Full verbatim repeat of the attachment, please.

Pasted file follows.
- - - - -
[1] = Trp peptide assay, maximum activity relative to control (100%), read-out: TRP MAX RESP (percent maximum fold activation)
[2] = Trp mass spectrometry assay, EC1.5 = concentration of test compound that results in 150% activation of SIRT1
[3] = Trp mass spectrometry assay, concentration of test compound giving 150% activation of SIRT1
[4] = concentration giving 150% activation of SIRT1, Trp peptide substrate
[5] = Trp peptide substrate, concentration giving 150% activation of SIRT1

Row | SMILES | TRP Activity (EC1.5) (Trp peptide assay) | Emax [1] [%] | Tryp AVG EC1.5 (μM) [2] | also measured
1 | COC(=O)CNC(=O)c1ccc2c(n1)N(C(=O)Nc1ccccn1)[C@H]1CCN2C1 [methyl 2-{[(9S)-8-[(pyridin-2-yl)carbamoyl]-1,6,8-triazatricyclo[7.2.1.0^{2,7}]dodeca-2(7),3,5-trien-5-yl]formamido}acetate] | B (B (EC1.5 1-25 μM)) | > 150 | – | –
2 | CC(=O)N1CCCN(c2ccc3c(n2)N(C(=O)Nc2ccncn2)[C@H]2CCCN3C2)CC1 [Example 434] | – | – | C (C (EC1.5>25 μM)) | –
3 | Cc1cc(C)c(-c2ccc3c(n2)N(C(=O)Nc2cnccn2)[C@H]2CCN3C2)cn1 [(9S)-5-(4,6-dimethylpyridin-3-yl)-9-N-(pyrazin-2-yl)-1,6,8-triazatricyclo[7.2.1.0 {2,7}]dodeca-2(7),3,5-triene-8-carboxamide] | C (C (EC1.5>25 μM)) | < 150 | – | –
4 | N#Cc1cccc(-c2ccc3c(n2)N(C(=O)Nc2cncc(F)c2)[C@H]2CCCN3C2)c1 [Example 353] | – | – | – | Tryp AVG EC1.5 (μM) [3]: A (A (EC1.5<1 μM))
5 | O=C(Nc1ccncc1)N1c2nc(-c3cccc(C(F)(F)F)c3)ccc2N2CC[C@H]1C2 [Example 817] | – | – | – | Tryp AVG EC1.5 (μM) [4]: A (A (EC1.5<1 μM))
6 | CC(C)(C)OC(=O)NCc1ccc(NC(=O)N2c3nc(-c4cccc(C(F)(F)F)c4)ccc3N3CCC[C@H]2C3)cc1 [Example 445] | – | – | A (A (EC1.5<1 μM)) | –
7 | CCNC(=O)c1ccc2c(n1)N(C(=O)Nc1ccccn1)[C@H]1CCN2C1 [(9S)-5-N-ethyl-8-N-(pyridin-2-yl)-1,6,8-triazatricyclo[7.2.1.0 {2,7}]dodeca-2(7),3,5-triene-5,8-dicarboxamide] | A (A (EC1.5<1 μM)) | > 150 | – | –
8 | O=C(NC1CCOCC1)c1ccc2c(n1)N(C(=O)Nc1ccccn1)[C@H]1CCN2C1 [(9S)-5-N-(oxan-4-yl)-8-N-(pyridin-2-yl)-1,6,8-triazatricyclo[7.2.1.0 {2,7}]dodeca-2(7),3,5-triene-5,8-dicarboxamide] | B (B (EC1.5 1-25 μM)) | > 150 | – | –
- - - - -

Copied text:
[1] = Trp peptide assay, maximum activity relative to control (100%), read-out: TRP MAX RESP (percent maximum fold activation)
[2] = Trp mass spectrometry assay, EC1.5 = concentration of test compound that results in 150% activation of SIRT1
[3] = Trp mass spectrometry assay, concentration of test compound giving 150% activation of SIRT1
[4] = concentration giving 150% activation of SIRT1, Trp peptide substrate
[5] = Trp peptide substrate, concentration giving 150% activation of SIRT1

Row | SMILES | TRP Activity (EC1.5) (Trp peptide assay) | Emax [1] [%] | Tryp AVG EC1.5 (μM) [2] | also measured
1 | COC(=O)CNC(=O)c1ccc2c(n1)N(C(=O)Nc1ccccn1)[C@H]1CCN2C1 [methyl 2-{[(9S)-8-[(pyridin-2-yl)carbamoyl]-1,6,8-triazatricyclo[7.2.1.0^{2,7}]dodeca-2(7),3,5-trien-5-yl]formamido}acetate] | B (B (EC1.5 1-25 μM)) | > 150 | – | –
2 | CC(=O)N1CCCN(c2ccc3c(n2)N(C(=O)Nc2ccncn2)[C@H]2CCCN3C2)CC1 [Example 434] | – | – | C (C (EC1.5>25 μM)) | –
3 | Cc1cc(C)c(-c2ccc3c(n2)N(C(=O)Nc2cnccn2)[C@H]2CCN3C2)cn1 [(9S)-5-(4,6-dimethylpyridin-3-yl)-9-N-(pyrazin-2-yl)-1,6,8-triazatricyclo[7.2.1.0 {2,7}]dodeca-2(7),3,5-triene-8-carboxamide] | C (C (EC1.5>25 μM)) | < 150 | – | –
4 | N#Cc1cccc(-c2ccc3c(n2)N(C(=O)Nc2cncc(F)c2)[C@H]2CCCN3C2)c1 [Example 353] | – | – | – | Tryp AVG EC1.5 (μM) [3]: A (A (EC1.5<1 μM))
5 | O=C(Nc1ccncc1)N1c2nc(-c3cccc(C(F)(F)F)c3)ccc2N2CC[C@H]1C2 [Example 817] | – | – | – | Tryp AVG EC1.5 (μM) [4]: A (A (EC1.5<1 μM))
6 | CC(C)(C)OC(=O)NCc1ccc(NC(=O)N2c3nc(-c4cccc(C(F)(F)F)c4)ccc3N3CCC[C@H]2C3)cc1 [Example 445] | – | – | A (A (EC1.5<1 μM)) | –
7 | CCNC(=O)c1ccc2c(n1)N(C(=O)Nc1ccccn1)[C@H]1CCN2C1 [(9S)-5-N-ethyl-8-N-(pyridin-2-yl)-1,6,8-triazatricyclo[7.2.1.0 {2,7}]dodeca-2(7),3,5-triene-5,8-dicarboxamide] | A (A (EC1.5<1 μM)) | > 150 | – | –
8 | O=C(NC1CCOCC1)c1ccc2c(n1)N(C(=O)Nc1ccccn1)[C@H]1CCN2C1 [(9S)-5-N-(oxan-4-yl)-8-N-(pyridin-2-yl)-1,6,8-triazatricyclo[7.2.1.0 {2,7}]dodeca-2(7),3,5-triene-5,8-dicarboxamide] | B (B (EC1.5 1-25 μM)) | > 150 | – | –